Question: Arc Emissions- What electrodes to use?

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m3sca1 asked on September 15, 2016 02:06
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The question refers to using an electric arc to excite the sample. Obviously the choice of electrode will add to the spectra... Has anyone here tried using an arc? I figure DC would move material from one electrode to the other, adding more electrode material into the arc and contaminating or swamping the sample emission. AC arc seems like a logical choice, the second part to this question is what choice of material to use for the electrode to minimise peaks? Considering carbon rods, Tungsten welding TIG rods, any advice on this would be helpful.

Background story

The reason for joining this community came about from a friend asking about a cheap way to test for Lead contamination in cheap Knock Off toys. Spectrometry seemed like a good choice and the USB webcam Spectro' was a quick easy fun build that shows plenty of promise. With the sample being plastic and the target/sample emission spectra being Lead the obvious considerations are will the Lead be hidden by the emission from the electrode, and can an arc be easily setup so others may take advantage of this method. I have some ignition coil drivers that could serve as the High Voltage source, that just leaves choice of electrode.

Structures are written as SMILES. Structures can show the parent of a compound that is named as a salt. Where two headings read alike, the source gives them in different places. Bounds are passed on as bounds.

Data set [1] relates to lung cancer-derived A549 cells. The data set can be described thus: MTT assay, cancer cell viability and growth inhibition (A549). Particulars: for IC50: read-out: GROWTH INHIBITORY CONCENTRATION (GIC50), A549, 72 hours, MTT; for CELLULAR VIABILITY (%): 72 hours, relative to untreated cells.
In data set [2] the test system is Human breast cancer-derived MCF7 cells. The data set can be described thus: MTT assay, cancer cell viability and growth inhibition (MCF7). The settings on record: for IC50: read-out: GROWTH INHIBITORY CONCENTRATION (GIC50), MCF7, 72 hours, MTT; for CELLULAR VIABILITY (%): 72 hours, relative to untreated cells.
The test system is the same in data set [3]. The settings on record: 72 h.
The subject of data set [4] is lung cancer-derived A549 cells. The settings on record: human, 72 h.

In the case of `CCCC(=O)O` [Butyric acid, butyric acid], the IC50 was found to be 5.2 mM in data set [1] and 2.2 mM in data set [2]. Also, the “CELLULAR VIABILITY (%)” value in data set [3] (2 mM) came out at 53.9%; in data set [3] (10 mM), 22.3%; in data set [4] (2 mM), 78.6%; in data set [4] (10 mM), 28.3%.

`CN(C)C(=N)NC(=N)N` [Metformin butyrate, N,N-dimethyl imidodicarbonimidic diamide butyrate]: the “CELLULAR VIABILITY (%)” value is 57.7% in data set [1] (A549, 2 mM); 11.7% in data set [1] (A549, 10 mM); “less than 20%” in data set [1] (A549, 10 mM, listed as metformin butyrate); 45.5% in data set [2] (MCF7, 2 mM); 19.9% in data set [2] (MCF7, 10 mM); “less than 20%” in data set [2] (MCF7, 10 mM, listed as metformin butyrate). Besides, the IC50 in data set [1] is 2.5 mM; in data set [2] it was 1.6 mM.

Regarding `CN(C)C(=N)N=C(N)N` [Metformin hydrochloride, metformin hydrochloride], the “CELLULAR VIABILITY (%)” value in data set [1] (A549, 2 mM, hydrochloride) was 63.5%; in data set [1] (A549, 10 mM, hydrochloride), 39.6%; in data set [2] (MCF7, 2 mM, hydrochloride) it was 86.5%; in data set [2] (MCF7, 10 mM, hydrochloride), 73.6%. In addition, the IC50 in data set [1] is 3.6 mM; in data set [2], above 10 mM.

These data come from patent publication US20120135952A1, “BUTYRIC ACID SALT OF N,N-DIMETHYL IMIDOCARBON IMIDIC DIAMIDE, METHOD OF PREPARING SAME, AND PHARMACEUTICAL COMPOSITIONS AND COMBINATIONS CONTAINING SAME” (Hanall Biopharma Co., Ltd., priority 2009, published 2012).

2 Comments

Hi, this seems like it could be dangerous, and I don't know much about it. But are you talking about this: https://publiclab.org/notes/bwilliams/10-9-2012/carbon-arc ?

Do you know that there's a visible range (400-700nm) emission spectrum from lead, and do you have any link or reference to an example of that kind of analysis to base your research off of?

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Hi Warren, Thanks for your concern-the carbon arc you show in that video is quite a bit larger than what I had in mind but yes that sort of spark gap arrangement. The spark gap power supply is painful but not deadly, there is also the obvious danger of Lead poisoning. Yes I am aware of the visible emission spectra of Lead in a flame or arc. I have no links or references to base research on. I have experience with UV/Vis spectro's but never done any flame emission, but I am confident a low cost method can be devised.

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